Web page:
This Infiniti Is A Big Step Up

Why it beats BMW's 5 Series

For Infiniti, the M series has always been an afterthought, a forgettable, gussied-up Nissan (NSANY ) sedan designed to plug the price gap between its flagship Q and its entry-level luxury cars. No more. This time, Infiniti had the benchmark, BMW's 5 Series sedans, in its crosshairs. This Infiniti M is the car the BMW 5 should have been.

I drove the the rear-drive M45 V-8 equipped with the sport package and the V-6-powered M35 with all-wheel drive around Southern California for a couple of weeks. For most people the M35, with its 3.5-liter, 280-horsepower V-6, is plenty, with zero-to-60 times of less than seven seconds. It starts at $41,290, more than $6,000 less than the M45. Another reason to pick the M35, especially if you have to negotiate snowy or wet roads, is that all-wheel drive isn't an option on the V-8.

Both cars are a joy to drive. They're roomy and opulent, and the handling is firm without sacrificing a comfortable ride. The steering is so crisp and precise, it makes the steering on most other luxury cars feel sloppy.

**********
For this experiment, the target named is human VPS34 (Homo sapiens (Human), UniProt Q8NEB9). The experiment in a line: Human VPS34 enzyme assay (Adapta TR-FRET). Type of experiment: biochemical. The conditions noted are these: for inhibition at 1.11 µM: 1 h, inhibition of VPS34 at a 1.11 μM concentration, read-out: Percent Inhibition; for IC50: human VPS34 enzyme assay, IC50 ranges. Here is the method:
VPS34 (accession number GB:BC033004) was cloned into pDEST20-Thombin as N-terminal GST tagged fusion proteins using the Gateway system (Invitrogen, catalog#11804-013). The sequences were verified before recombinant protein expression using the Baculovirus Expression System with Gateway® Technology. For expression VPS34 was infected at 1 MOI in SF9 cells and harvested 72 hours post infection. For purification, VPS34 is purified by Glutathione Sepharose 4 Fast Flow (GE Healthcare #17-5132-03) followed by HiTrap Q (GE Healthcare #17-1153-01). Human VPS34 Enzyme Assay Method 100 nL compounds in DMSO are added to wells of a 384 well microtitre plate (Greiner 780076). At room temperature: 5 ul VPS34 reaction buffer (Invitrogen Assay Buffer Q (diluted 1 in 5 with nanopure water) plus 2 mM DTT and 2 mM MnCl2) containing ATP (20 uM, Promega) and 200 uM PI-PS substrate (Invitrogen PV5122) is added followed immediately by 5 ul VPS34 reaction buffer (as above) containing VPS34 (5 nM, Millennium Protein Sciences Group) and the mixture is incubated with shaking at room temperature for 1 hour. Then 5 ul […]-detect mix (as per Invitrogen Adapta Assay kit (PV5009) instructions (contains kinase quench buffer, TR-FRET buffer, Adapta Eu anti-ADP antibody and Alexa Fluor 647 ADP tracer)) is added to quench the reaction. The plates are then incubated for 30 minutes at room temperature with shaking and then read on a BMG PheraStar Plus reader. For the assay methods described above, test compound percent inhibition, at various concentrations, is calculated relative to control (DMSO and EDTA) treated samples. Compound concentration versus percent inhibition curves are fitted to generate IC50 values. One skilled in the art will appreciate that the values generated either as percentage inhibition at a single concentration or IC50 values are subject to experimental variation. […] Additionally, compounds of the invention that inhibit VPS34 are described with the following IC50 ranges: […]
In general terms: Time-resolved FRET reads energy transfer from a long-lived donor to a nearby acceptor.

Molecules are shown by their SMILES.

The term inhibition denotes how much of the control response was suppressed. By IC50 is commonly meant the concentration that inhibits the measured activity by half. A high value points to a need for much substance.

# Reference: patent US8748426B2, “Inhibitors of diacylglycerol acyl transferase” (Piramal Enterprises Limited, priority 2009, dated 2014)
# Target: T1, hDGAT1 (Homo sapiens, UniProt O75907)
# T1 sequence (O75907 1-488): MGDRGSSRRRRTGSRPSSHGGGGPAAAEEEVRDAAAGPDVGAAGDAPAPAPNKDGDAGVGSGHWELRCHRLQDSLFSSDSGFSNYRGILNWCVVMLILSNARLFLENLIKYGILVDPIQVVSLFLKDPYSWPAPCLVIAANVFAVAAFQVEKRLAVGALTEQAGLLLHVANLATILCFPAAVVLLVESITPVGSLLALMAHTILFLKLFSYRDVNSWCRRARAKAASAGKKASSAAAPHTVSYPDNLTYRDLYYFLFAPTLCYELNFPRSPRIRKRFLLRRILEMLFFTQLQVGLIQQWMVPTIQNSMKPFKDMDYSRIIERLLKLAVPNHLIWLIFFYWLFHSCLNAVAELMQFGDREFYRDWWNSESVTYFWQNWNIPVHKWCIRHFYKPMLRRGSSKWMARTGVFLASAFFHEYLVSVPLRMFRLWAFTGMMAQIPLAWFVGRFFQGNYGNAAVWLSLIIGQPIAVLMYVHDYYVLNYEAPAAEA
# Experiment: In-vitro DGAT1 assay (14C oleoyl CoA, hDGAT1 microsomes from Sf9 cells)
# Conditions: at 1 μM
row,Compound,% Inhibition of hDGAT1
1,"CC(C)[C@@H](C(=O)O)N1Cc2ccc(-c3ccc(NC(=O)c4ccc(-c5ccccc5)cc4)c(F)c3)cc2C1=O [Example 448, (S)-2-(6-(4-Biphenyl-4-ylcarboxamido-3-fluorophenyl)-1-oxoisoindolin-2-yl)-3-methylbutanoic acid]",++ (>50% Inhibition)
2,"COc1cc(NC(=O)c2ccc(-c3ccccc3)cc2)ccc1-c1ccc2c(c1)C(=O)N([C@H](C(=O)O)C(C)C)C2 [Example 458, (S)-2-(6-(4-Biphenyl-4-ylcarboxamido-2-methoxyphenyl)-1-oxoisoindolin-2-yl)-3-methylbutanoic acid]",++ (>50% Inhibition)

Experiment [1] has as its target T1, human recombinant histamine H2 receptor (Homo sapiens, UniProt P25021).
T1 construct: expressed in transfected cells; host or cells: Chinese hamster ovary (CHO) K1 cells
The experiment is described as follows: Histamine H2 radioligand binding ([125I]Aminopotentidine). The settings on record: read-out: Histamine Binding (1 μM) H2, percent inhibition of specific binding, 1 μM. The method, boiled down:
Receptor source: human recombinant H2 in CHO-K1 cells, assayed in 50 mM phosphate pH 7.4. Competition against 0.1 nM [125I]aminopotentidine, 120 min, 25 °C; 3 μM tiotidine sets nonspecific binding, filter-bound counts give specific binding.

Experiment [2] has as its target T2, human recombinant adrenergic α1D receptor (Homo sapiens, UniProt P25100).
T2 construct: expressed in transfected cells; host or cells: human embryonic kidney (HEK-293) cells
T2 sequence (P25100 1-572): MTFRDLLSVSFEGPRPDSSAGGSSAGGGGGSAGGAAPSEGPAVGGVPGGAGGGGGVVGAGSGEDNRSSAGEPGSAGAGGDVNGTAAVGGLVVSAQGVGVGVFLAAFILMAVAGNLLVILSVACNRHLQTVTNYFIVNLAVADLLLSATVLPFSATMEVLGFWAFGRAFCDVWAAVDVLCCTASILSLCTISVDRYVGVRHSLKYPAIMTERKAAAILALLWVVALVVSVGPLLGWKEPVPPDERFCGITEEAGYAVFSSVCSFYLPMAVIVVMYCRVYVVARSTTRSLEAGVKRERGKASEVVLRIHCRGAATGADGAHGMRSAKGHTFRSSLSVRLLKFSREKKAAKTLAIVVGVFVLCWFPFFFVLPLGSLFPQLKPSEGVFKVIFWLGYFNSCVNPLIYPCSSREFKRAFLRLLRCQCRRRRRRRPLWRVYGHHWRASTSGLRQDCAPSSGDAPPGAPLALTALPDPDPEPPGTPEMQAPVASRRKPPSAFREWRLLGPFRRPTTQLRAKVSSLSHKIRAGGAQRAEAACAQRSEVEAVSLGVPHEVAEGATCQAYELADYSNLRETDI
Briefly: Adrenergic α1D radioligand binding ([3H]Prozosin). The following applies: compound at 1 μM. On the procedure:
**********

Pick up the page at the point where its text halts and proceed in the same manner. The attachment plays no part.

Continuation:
Infiniti didn't stint on interior furnishings, either -- a complaint many drivers had about some Infinitis in the past. Versions with the optional sport package have a textured aluminum trim; the others, a gorgeous rosewood across the dash and on the center console. I prefer the wood, and you can substitute it for the aluminum on sport models for $600.


This is a high-tech car, but here, unlike in the BMW, the technology makes sense. Sure, there's the big rotary knob on the dash -- it seems almost mandatory on luxury cars -- that lets you work your way through a series of menus. But for the most common tasks, such as radio and climate controls, there are buttons as well.

Voice recognition is handy for entering addresses into the navigation system and placing calls on your Bluetooth cell phone. The rear-facing color camera displays a picture of what's behind the car and guidelines that show where the rear of the car is headed. A lane-departure warning, powered by a tiny camera that tracks reflective lane-marking stripes on the road, beeps if you stray -- but not if you first telegraph your intent to change lanes with a turn signal.

I've reviewed a lot of cars in the past 15 years, and while Bimmer and Lexus fans may disagree, this Infiniti M is one of the best I've ever driven.

By Larry Armstrong

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